One-third of all teens who use the Internet have been the victims of cyber-bullying, or harassment online, according to a study released Wednesday by the Pew Internet & American Life Project.
Girls are more likely to be cyber-bullied, as are teens who lead active online lives, the study finds.
“Bullying has entered the digital age,” the study’s authors write. “The impulses behind it are the same, but the effect is magnified.
“In the past, the materials of bullying would have been whispered, shouted or passed around,” they note. “Now, with a few clicks, a photo, video or a conversation can be shared with hundreds via e-mail or millions through a Web site, online profile or blog posting.”
The Pew report is the result of telephone interviews with 935 teenagers nationwide. The most common types of online bullying reported include receiving threatening messages, having private e-mails or text messages forwarded without consent, having an embarrassing picture posted without permission, and having rumors spread online, the Pew study states.
Some 38 percent of online girls reported being bullied, compared with only 26 percent of online boys. Older girls in particular were the most likely to report being bullied: 41 percent of online girls between the ages of 15 and 17 reported such experiences. Older girls also received more online threats, the study finds.
Nearly four in 10 users of social networking sites such as MySpace and Facebook, meanwhile, said they have been cyber-bullied in some way, compared with only 22 percent of those who do not use such sites.
“This is a significant and growing problem, and the Pew study has good validity,” Nancy Willard, executive director for the Center for Safe and Responsible Internet Use and cyberbully.org, told TechNewsWorld.
Indeed, the Pew numbers match closely those from a study last year by i-SAFE, spokesperson Jeff Godlis said.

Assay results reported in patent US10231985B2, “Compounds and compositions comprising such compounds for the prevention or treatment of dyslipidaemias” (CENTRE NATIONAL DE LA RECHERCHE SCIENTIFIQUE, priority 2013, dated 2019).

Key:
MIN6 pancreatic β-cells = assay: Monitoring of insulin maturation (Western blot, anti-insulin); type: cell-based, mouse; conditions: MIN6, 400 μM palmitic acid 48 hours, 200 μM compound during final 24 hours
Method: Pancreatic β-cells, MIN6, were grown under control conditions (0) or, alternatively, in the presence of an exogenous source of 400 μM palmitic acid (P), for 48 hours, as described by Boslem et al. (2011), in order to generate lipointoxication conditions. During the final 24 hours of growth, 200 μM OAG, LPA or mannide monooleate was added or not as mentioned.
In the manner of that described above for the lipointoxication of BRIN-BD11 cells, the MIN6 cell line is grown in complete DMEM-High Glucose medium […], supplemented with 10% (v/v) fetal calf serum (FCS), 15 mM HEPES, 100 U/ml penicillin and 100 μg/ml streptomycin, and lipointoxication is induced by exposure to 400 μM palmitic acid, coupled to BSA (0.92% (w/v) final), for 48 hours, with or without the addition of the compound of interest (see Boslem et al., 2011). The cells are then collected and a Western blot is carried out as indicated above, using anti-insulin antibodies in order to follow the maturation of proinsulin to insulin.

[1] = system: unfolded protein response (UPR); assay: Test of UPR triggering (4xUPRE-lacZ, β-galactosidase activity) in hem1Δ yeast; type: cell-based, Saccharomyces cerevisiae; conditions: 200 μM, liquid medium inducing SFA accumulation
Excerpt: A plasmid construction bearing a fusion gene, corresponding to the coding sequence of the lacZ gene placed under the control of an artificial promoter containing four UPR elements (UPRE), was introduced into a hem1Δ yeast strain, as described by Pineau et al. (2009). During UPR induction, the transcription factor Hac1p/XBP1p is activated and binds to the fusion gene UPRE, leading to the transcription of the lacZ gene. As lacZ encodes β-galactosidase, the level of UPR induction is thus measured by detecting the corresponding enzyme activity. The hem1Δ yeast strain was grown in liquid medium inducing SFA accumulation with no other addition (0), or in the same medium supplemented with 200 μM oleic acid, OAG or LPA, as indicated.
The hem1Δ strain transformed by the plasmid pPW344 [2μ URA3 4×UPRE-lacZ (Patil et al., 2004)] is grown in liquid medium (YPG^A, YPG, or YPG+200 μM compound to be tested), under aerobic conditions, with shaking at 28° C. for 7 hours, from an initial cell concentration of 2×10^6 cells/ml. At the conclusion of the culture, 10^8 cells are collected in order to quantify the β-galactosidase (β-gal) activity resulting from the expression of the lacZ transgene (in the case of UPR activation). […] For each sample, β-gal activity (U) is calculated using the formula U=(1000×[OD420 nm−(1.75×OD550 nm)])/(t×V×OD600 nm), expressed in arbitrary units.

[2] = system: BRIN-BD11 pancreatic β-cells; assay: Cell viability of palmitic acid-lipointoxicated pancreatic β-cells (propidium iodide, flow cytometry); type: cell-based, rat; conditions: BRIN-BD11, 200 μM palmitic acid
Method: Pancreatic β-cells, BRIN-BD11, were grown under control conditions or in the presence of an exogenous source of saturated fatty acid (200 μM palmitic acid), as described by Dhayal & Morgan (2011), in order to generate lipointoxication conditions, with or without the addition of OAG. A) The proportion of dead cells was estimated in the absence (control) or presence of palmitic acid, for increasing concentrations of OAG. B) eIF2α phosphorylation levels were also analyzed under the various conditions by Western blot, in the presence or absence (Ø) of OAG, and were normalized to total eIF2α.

That study finds that 32 percent of high school students and 17 percent of middle school students have said “mean or hurtful” things online, Godlis told TechNewsWorld. Eleven percent of high school students and 8 percent of middle school students in that study even said they had been stalked online, Godlis added.
Limits on Freedom
“There is an unfortunate and mistaken perception about free speech that it is absolute, and has no bounds,” Willard said. “But there is no absolute right of freedom of speech. People have the right to speak freely online until such time as they injure another.”
Teens and children who spend time online must be educated not to place themselves in situations where they will be at risk, such as online communities where people are treating each other badly, she said, and also to not post material in electronic form that someone could use against them.
Two standards for victims to follow are “One: Don’t retaliate, and two: Save the evidence,” Willard explained. They should calmly tell the bully to stop, terminate the connection, and file a complaint with the Web site, if necessary, she said. “And if those fail, they need to talk to an adult.”
Parents should be sure to tell their kids that they will help if bullying arises — without restricting online access, she added. “Kids often don’t report bullying to their parents because they’re afraid adults will overreact and make matters worse,” she explained.
Role of Schools
Meanwhile, schools have a role to play too, Willard said: “Schools have got to understand that while this may be off-campus speech, it is causing severe problems at school, and they can, legally — and should — respond.”
Comprehensive Internet safety education needs to be a part of school curricula, focusing especially on the necessity of guarding personal information, Godlis added.
“Before the Internet, bullying used to take place on the playgrounds, and it was face-to-face,” Godlis concluded. “Now it’s everywhere, and can come from anywhere in the world.”